At a recent Chainlink Plugged-In event, Chainlink Labs’ Jamie Weintraub hosted a panel exploring web3 use cases poised to improve the day-to-day lives of people around the world. Representatives from two layer-1 networks in the Chainlink ecosystem – Claire Biasco, from IoTeX and Brady Gentile from Hedera Hashgraph – joined to share their unique perspectives and highlight the specific use cases they’re most excited about.
Blockchain systems allow people to pay each other without financial or border limits. “The technology is there to be able to do these things fast and inexpensively,” Gentile said.
Biasco emphasized the importance of frictionless, borderless transactions, especially for the unbanked in developing nations and people in need of humanitarian aid. Speaking of IoTex’s recent partnership with Unchain Fund to provide direct relief to civilians in Ukraine, she said cryptocurrency has the unique capacity to provide fast relief without centralized payment platforms extracting fees.
Biasco explained why IoTeX‘s internet of things (IoT) blockchain is focused on fraud mitigation by giving people and machines decentralized identifiers (DIDs) on-chain.
“When you’re talking about machines that are eventually going to be able to perform transactions and perform actions autonomously, we need to prove that these are being done verifiably, that they’re tamper-proof and secure,” she said.
Gentile echoed the importance of creating industry-wide standards for ensuring identity across platforms, with the additional convenience of “not having to upload an ID or a bank statement or a utility bill” to prove you are who you say you are.
Connecting IoT data to the blockchain enables a vast array of consumer-friendly use cases within the insurance industry. IoT devices that track a car’s speed could save safe drivers money on car insurance. “If you have a smart lock on your home and you prove that you’re locking your home every day, that could lower your home insurance costs,” Biasco added.
IoT and wearable devices can track and verify exercise data, enabling preventative healthcare measures, easing the burden on healthcare systems, and lowering health insurance costs. Gentile highlighted NFTs as a means to track health records in a user-friendly way that abstracts away much of the underlying technology’s complexity.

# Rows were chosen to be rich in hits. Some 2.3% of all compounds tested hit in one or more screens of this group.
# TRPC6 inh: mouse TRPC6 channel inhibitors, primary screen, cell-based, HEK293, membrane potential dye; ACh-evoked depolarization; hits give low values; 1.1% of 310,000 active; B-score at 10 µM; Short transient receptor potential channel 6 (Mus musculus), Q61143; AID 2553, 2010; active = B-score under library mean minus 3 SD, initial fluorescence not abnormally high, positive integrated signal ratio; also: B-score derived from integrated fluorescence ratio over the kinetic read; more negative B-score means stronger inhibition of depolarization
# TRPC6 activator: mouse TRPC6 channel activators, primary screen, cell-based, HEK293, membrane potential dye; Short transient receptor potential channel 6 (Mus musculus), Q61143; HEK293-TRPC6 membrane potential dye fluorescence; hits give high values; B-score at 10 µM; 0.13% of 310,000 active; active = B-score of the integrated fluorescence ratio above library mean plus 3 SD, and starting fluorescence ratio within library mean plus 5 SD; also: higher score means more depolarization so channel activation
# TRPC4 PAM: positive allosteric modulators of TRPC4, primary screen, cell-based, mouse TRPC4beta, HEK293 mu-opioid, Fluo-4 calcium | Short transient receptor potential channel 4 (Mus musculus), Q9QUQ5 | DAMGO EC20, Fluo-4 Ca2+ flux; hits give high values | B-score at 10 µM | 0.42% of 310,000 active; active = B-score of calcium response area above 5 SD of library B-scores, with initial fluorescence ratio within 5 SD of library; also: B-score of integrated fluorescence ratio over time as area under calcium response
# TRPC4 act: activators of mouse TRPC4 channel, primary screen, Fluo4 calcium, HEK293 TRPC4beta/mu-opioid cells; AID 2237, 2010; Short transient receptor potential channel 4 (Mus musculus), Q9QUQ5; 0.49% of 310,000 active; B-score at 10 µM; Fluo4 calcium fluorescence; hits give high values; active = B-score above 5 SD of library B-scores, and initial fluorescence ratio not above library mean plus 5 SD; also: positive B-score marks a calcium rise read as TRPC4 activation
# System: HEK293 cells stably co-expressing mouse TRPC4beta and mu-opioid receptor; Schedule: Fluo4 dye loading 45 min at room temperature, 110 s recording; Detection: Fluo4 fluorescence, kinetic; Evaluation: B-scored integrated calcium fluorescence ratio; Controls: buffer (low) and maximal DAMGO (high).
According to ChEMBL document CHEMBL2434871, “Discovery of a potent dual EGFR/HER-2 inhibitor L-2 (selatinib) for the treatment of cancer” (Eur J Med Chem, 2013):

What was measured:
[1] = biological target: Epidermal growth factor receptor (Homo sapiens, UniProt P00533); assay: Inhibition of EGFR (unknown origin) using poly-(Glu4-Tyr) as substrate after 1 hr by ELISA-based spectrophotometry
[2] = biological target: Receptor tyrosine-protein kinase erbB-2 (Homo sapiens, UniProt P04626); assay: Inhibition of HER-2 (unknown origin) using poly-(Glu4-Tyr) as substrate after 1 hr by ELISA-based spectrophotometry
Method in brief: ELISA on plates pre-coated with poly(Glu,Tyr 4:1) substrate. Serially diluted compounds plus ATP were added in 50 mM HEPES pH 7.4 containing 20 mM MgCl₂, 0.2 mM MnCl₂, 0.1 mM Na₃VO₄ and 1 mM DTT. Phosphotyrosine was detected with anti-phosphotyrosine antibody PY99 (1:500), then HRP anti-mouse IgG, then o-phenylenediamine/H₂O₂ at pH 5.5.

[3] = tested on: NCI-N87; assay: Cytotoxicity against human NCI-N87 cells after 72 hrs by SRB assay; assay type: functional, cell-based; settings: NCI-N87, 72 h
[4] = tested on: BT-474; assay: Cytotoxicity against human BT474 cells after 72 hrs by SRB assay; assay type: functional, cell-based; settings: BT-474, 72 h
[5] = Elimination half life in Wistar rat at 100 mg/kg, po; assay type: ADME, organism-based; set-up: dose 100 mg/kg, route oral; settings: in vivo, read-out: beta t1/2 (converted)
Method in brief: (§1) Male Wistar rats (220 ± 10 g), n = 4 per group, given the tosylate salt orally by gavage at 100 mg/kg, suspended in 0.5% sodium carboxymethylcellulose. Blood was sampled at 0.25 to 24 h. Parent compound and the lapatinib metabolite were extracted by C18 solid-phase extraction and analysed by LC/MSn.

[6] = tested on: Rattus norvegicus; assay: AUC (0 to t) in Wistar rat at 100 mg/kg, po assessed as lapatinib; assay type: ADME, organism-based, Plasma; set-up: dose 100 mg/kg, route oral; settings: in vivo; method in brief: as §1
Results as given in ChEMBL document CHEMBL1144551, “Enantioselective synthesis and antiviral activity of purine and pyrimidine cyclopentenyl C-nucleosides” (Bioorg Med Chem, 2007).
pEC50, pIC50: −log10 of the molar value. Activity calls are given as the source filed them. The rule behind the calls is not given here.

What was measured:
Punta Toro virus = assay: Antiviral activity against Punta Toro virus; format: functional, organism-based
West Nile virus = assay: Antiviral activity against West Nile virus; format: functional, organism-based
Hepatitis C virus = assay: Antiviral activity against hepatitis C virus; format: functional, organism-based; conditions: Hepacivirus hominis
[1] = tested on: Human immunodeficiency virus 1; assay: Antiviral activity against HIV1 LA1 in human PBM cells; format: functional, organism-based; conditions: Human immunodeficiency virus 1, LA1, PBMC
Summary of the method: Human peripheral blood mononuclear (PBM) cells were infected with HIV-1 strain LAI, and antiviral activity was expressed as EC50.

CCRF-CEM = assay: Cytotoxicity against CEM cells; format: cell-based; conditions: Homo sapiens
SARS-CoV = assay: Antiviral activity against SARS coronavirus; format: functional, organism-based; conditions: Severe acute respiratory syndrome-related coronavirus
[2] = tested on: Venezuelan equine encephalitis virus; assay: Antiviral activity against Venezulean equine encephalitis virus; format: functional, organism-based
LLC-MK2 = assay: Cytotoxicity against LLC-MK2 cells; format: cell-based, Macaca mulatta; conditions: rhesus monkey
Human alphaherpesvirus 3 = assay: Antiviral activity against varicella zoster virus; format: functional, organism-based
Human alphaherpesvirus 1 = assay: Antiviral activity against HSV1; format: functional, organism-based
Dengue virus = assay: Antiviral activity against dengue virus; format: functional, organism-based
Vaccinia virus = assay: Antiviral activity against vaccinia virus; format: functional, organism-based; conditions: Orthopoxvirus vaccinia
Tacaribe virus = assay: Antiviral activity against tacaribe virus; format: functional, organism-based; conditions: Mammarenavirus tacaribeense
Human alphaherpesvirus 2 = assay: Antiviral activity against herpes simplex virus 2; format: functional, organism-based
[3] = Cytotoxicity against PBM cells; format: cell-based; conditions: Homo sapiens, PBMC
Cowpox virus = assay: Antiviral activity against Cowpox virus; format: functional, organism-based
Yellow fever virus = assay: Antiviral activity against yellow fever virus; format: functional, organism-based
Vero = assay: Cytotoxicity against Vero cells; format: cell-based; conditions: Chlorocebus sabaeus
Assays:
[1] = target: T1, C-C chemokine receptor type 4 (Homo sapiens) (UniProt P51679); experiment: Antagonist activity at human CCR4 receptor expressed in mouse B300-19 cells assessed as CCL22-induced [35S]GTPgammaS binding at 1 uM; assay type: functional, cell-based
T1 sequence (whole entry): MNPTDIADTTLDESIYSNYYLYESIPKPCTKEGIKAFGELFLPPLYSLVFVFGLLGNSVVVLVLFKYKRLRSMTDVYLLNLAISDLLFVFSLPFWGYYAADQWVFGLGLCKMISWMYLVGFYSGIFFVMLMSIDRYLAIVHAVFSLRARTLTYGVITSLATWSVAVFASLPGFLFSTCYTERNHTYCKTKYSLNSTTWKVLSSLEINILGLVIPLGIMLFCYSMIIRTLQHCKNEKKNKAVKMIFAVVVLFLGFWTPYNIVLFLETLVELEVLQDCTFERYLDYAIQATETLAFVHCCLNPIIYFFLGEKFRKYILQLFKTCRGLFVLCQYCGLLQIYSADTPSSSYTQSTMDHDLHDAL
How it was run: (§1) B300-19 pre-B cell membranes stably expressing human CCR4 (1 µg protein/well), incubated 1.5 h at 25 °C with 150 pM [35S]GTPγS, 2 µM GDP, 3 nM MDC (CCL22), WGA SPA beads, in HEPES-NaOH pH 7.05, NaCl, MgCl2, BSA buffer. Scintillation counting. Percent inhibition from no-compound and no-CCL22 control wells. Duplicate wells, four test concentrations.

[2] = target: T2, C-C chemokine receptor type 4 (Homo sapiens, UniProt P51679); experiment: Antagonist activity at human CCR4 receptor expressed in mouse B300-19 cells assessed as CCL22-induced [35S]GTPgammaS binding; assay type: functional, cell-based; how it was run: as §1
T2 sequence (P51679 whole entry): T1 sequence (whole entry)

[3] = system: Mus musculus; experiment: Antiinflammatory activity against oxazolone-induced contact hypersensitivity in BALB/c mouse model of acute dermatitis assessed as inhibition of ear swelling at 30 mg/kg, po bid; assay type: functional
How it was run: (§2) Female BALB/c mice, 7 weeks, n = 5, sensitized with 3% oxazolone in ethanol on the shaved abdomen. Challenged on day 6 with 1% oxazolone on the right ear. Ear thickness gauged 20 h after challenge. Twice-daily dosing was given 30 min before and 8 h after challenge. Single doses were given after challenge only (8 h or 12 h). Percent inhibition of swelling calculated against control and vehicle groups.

Both panelists agreed that the goal of web3, and what makes the aforementioned use cases so exciting, is that individuals would own and control their own data, and could both utilize and monetize their data without having to submit it to a third party.
“Right now, the reality in IoT is that those third parties do have all of your information and they have it in a very insecure way,” Biasco explained, noting that web2 companies may not be incentivized to provide higher security standards. But with the IoT industry forecasted to reach up to $12 trillion by 2030, data autonomy is increasingly vital.
“Your fridge is now connected to the internet, your coffeemaker, everything in your home before you even step foot outside is starting to connect to the internet,” she said. “The reality is there needs to be a solution and the question is finding a feasible one.”
Biasco and Gentile agreed that the solution will stem from building secure, reliable, open-source web3 infrastructure that opens the floor up to developers. Cross-chain communication, which Chainlink aims to enable with its Cross-Chain Interoperability Protocol (CCIP) later this year, is imperative.
“The answer can’t be done by one team or one company alone,” Biasco said. “It really is about inviting the broader web3 space, and seeing how blockchains can interact together, and how cross-chain compatibility comes into play – and making sure that all of this data can be communicated across chains and not only kept as a walled garden within one chain. It’s about opening this design space and not closing it off.”
Watch the entire panel discussion.